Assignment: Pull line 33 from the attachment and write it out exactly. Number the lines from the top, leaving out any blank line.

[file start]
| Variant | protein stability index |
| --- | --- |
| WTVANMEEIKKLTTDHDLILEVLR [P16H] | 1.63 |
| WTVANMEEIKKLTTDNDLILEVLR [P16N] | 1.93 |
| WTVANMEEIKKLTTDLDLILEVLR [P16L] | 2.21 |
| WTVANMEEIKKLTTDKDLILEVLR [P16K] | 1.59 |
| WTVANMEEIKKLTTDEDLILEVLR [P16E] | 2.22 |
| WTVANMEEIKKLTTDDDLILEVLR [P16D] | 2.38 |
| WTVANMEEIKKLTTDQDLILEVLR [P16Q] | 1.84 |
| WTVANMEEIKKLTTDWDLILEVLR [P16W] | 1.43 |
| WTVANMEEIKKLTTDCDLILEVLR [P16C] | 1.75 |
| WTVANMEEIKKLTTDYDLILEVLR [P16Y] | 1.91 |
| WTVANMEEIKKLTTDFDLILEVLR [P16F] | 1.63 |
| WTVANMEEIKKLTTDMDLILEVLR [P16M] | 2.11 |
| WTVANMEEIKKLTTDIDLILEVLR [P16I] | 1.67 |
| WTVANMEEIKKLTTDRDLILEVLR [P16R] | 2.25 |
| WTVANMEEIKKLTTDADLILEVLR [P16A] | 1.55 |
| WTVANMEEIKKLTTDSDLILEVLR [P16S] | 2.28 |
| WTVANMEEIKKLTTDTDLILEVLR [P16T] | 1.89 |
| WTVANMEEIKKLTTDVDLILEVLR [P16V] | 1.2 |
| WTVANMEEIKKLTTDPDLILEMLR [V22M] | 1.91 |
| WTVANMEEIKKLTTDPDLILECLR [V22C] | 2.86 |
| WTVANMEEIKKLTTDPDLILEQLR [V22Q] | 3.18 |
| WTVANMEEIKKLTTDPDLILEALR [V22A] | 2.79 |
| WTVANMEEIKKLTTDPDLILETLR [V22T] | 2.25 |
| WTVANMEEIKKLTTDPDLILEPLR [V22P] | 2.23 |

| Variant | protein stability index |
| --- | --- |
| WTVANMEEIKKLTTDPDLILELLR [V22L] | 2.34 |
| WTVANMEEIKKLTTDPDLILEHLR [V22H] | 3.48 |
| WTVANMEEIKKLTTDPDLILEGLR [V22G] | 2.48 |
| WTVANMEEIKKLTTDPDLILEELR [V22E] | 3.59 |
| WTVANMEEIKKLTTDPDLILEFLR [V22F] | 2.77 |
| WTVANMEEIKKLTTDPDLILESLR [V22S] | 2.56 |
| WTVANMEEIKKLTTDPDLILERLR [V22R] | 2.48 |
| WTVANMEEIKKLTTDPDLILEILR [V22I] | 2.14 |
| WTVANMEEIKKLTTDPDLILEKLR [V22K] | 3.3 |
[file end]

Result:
| WTVANMEEIKKLTTDPDLILEFLR [V22F] | 2.77 |